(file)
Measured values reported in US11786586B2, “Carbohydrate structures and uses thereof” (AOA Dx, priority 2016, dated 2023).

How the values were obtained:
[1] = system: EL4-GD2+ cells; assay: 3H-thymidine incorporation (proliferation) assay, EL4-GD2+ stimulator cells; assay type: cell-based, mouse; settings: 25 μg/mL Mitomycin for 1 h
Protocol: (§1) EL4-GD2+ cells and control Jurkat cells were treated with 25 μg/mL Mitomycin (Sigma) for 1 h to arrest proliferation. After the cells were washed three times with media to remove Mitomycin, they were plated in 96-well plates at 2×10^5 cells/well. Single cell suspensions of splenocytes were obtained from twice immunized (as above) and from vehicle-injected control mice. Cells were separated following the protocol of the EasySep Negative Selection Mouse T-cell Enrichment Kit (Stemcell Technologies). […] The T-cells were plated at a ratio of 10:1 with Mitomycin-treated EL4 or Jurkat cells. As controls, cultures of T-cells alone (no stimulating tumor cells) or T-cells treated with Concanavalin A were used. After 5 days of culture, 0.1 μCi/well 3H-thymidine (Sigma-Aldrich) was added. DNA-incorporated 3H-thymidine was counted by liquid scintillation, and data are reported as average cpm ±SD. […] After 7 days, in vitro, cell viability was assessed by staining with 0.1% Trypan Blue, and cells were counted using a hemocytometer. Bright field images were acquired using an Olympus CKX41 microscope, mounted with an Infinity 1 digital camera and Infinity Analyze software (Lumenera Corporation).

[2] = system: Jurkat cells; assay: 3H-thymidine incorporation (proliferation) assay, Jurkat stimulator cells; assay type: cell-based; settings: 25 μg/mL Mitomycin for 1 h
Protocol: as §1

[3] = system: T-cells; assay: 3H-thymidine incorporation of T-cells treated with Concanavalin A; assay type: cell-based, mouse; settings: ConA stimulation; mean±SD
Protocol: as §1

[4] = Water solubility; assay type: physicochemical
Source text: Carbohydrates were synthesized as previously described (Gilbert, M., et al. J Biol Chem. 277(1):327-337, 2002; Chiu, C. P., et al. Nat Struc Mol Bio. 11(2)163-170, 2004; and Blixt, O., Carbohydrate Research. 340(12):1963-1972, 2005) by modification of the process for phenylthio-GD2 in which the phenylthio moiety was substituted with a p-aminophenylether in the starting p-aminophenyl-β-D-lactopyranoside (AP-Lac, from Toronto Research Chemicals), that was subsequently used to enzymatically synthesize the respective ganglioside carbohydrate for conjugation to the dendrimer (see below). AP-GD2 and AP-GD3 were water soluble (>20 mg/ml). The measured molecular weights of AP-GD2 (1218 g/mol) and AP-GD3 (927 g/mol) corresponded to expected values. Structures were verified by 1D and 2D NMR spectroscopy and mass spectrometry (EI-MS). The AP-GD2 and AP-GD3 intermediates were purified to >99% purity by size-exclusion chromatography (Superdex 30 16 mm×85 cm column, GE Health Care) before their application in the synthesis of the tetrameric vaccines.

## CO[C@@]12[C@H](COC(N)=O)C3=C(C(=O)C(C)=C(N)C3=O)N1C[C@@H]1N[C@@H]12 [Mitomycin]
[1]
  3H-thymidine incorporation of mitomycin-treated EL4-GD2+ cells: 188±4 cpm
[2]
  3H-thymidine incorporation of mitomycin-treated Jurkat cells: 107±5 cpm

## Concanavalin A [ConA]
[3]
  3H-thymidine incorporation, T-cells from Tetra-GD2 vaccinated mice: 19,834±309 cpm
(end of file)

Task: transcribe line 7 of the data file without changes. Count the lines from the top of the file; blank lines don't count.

[3] = system: T-cells; assay: 3H-thymidine incorporation of T-cells treated with Concanavalin A; assay type: cell-based, mouse; settings: ConA stimulation; mean±SD